* You will start losing weight because you are preparing regular well balanced meals instead of eating fast food all the time. Besides the fact that homemade food generally has fewer calories than fast food, balanced meals create fewer cravings and this helps eliminate grazing.

Organizing can reduce your wardrobe and laundry costs.

* Do you keep buying more clothes because you are gaining weight from fast food or from the stress of your clutter?

* How big is your wardrobe? Do you or your children own 30 pairs of jeans at $60 a pop because you don’t keep up with the laundry or because your closet is so stuffed you can’t find anything? That adds up to $1,800 worth of jeans. If you cut it down to even 10 pairs you would save $1,200. How many tops do you own? How about those shoes? Before you say, “There is no way I have that many jeans, shoes, or tops!” go count you clothes. You may be surprised…

* How often do you toss a suit jacket on the floor or on the furniture and then later have to have it dry cleaned because it’s wrinkled? Just think what you could save on your dry cleaning bill if you keep a little more organized.

Organizing saves you money!

Organizing can save you money in every aspect of your life.

* Do you buy new items because you can’t find something? The cost of things like tools, glue, tape, ropes, garden tools, kitchen items, light bulbs, batteries, office supplies and other things really adds up.

* How much do you pay each month in late fees on your bills because you can’t find them, your checkbook or even a stamp to mail them?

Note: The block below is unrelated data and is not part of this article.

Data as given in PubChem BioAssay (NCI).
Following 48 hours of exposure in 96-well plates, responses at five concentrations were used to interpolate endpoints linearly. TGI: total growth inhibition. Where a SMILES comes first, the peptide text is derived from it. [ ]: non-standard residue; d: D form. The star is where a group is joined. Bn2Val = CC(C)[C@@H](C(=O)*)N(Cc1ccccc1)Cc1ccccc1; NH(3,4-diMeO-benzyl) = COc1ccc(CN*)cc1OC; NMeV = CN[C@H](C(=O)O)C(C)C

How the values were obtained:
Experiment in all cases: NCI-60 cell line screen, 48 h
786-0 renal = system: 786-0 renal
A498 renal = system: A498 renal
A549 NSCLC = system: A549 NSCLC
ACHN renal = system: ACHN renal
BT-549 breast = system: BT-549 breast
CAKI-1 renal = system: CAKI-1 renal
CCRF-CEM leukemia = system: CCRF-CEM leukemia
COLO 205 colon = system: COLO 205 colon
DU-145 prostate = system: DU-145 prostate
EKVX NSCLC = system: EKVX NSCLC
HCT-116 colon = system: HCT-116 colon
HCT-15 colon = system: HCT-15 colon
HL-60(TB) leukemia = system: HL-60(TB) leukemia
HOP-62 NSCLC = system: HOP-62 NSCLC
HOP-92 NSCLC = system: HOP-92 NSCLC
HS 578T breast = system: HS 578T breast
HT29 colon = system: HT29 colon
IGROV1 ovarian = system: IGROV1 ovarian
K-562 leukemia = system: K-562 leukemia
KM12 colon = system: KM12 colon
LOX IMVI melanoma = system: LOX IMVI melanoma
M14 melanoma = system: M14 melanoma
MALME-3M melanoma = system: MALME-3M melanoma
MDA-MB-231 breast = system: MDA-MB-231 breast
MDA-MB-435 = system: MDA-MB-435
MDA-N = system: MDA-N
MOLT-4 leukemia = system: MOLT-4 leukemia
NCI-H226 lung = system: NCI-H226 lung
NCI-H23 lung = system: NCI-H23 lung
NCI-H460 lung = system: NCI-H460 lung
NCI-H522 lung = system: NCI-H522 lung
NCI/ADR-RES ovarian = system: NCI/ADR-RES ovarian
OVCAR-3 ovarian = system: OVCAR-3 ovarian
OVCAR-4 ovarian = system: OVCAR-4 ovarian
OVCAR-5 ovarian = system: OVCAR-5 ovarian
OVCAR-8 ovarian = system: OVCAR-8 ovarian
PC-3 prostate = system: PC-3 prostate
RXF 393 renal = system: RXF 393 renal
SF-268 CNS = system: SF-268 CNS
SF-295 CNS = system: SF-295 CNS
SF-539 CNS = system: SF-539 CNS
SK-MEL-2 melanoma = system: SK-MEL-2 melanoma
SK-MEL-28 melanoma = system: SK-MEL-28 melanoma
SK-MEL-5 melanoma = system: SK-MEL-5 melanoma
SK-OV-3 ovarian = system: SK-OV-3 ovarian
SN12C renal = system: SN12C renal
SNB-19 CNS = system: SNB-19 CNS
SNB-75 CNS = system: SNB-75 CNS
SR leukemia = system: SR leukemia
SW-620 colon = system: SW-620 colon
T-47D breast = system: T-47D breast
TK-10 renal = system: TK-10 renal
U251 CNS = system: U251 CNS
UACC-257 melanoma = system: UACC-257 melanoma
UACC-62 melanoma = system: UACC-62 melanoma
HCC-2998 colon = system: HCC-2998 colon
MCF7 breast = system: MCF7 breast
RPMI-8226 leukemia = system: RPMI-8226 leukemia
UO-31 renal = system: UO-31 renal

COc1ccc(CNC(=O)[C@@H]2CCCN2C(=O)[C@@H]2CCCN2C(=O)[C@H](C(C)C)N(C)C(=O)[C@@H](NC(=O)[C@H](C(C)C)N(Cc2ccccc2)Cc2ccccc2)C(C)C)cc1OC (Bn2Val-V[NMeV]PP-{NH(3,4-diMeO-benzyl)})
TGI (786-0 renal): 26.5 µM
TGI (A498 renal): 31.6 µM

Try something different!

So often we think that the solution to our debt problem is for both spouses to work outside the home. At times we even compound the problem when one or both spouses takes a second job.

When both spouses work out of the home, who takes care of the house? Frequently, there is a constant battle between them about whose job it is to take care of some element of the housework. After all, the husband has been out working all day, so he doesn’t feel like it. Oh, but the wife has been working, too so why can’t she take a break?

Imagine if your boss at work decided to work a second full time job. How would this impact your work place? Who would you ask if you couldn’t find products for your customers? What if there was no change because your boss was at his other job until after the bank closed? What if you needed help or advice from your boss, but he said, “Not now… I’m too tired from my other job?” How long would that company last? The same thing happens in many homes every day.

Would your family be better served if one spouse stayed home? Someone needs to be responsible for the bulk of the care and maintenance of the home and family. Ideally, everyone will share the work, but like in any other business there has to be one person in charge. Otherwise, everyone will avoid the work and everything will descend into chaos.